We Are Gath­ered: A Novel

  • Review
By – March 29, 2018

On a sun­ny after­noon in Atlanta, Geor­gia, a bride and groom pre­pare for their out­door wed­ding cer­e­mo­ny. The beau­ti­ful bride, Eliz­a­beth Got­tlieb, an alum­na of the Uni­ver­si­ty of Vir­ginia and Emory Uni­ver­si­ty Law School, is descend­ed from sev­er­al gen­er­a­tions of elite Atlanta Jew­ish fam­i­lies. The groom, Hank Jack­son, has few­er con­nec­tions in the Jew­ish com­mu­ni­ty and does not even open­ly iden­ti­fy as a Jew.

Skill­ful­ly told through mul­ti­ple first-per­son nar­ra­tives, We Are Gath­ered por­trays not only the couple’s sto­ry, but also — or rather, pri­mar­i­ly — the sto­ries of their friends and fam­i­ly. Car­la, the sharp-wit­ted and unusu­al look­ing brides­maid and child­hood friend of Eliz­a­beth, nar­rates the first chap­ter. Her sto­ry, one of a rever­sal of for­tune, arguably gar­ners the most atten­tion in the nov­el. After Car­la, we hear from Mr. Albert Got­tlieb, grand­fa­ther of the bride. His hon­est and author­i­ta­tive voice pow­er­ful­ly dis­rupts, but also nur­tures. Sub­se­quent­ly, we hear from Helen Wolf, whose son suf­fers from ALS. She tells a heart-wrench­ing sto­ry about her love for her son and for her fam­i­ly. Next, we hear from Jack Chan­dler, a non-Jew­ish friend of the Got­tlieb fam­i­ly who first met Josh Got­tlieb, the father of the bride, in col­lege in the 1960s. His sto­ry explains how remain­ing close to the Got­tlieb fam­i­ly for decades has affect­ed his life. After Jack, we hear from Steven Shapiro, a med­ical school dropout and for­mer class­mate of Eliz­a­beth; her wed­ding proves to be a rather emo­tion­al expe­ri­ence for him. Next, Rachel Rosen­blatt, a Holo­caust sur­vivor, tells her sto­ry. Then we hear from Annette, the moth­er of the bride, who explains her own views on love, adult­hood, and the mar­riage of her daughter.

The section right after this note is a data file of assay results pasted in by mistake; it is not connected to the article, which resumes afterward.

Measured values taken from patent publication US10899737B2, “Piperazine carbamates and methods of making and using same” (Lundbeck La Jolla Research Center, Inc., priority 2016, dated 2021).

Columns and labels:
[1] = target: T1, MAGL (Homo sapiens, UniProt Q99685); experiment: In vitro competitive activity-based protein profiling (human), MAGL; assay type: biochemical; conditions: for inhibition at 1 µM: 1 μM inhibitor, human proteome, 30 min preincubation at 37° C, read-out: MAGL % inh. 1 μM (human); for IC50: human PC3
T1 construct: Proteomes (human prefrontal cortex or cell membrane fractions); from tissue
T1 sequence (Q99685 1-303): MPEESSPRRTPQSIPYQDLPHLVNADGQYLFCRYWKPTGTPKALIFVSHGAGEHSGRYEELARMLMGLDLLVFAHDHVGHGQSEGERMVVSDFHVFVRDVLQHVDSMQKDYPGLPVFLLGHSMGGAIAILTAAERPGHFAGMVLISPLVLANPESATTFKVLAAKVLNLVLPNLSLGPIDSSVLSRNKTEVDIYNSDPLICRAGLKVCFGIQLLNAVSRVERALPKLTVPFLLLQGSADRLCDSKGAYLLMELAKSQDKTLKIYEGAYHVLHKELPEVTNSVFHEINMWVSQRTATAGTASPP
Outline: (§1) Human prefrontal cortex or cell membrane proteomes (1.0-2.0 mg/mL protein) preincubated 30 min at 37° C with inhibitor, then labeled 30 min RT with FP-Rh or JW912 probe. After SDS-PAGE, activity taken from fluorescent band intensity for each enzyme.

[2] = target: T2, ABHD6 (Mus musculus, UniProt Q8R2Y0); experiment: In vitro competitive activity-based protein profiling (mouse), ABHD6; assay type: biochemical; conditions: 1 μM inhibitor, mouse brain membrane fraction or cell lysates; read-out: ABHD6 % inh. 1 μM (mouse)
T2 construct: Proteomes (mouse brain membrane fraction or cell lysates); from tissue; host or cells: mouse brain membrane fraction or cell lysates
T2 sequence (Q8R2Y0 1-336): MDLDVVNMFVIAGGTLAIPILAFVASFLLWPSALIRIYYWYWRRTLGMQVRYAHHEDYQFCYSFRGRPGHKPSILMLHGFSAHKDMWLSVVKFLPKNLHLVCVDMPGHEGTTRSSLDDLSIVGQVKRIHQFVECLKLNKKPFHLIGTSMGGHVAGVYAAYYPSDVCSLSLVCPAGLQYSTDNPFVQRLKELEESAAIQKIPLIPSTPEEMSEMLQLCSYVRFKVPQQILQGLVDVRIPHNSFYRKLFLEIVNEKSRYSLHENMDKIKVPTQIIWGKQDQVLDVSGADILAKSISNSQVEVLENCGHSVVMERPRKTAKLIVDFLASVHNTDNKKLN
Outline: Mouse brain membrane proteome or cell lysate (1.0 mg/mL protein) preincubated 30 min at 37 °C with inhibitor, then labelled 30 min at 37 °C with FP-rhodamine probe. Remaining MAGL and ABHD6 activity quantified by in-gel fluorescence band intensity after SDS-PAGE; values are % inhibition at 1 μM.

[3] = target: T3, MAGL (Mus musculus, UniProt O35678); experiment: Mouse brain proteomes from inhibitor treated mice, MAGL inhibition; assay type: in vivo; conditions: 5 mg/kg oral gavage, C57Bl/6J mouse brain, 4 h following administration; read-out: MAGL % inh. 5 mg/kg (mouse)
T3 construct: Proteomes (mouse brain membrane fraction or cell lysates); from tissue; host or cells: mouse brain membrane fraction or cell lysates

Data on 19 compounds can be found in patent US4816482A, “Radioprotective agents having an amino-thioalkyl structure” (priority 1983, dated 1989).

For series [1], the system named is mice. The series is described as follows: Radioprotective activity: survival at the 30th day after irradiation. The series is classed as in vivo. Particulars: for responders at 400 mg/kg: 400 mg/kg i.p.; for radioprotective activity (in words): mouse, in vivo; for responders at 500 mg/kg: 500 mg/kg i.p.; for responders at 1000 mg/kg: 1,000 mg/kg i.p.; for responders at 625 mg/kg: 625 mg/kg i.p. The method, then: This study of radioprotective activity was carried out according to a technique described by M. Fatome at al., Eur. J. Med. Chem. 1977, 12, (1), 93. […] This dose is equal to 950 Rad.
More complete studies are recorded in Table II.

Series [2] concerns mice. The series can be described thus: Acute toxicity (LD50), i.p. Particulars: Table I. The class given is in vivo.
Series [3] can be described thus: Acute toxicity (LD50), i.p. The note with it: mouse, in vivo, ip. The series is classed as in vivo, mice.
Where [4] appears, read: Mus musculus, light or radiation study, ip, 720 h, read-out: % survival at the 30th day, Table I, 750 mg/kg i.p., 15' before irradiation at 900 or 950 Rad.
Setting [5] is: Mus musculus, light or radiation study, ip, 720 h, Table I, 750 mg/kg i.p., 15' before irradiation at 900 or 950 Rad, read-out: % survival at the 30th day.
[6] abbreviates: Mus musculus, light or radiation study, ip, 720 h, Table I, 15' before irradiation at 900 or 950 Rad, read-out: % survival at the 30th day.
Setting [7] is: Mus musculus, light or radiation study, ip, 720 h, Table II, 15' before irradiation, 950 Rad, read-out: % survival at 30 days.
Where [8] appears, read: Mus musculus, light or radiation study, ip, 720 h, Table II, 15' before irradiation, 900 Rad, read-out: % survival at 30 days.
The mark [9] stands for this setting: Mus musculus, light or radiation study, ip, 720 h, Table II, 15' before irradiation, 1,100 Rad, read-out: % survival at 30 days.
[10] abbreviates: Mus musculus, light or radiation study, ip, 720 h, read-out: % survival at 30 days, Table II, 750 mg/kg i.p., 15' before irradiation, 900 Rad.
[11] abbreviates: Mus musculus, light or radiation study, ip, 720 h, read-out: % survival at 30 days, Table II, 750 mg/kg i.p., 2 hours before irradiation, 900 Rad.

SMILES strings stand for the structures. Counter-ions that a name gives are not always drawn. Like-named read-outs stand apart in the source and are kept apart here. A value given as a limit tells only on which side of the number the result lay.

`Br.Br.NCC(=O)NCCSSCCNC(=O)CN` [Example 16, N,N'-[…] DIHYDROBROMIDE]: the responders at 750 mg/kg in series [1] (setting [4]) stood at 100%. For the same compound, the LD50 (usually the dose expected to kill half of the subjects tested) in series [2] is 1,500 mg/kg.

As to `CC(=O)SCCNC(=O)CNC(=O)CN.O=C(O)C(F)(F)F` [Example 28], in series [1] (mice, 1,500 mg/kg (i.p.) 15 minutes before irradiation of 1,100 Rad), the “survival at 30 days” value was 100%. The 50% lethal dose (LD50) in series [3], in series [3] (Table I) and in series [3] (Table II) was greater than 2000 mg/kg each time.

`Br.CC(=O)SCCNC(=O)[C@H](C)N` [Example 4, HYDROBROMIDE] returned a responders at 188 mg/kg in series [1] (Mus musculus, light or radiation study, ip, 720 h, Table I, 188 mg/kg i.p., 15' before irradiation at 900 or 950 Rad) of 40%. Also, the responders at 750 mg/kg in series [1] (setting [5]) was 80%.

Jamie Weis­man adroit­ly con­structs a com­mu­ni­ty of char­ac­ters, each cre­at­ed with a pri­vate net­work of thoughts and feel­ings, hopes and dreams. While the absence of a time­line in the sto­ry might con­fuse read­ers, Weis­man nev­er­the­less paints a mas­ter­ful por­trait of both sharp and del­i­cate beauty.

Rachael Rose serves as a review­er for the Jew­ish Book Coun­cil. She also works as a lan­guage Instruc­tor at the Berlitz Lan­guage Cen­ter in Oden­ton, teach­ing Hebrew. On the side, she also tutors ele­men­tary school math and science.

Discussion Questions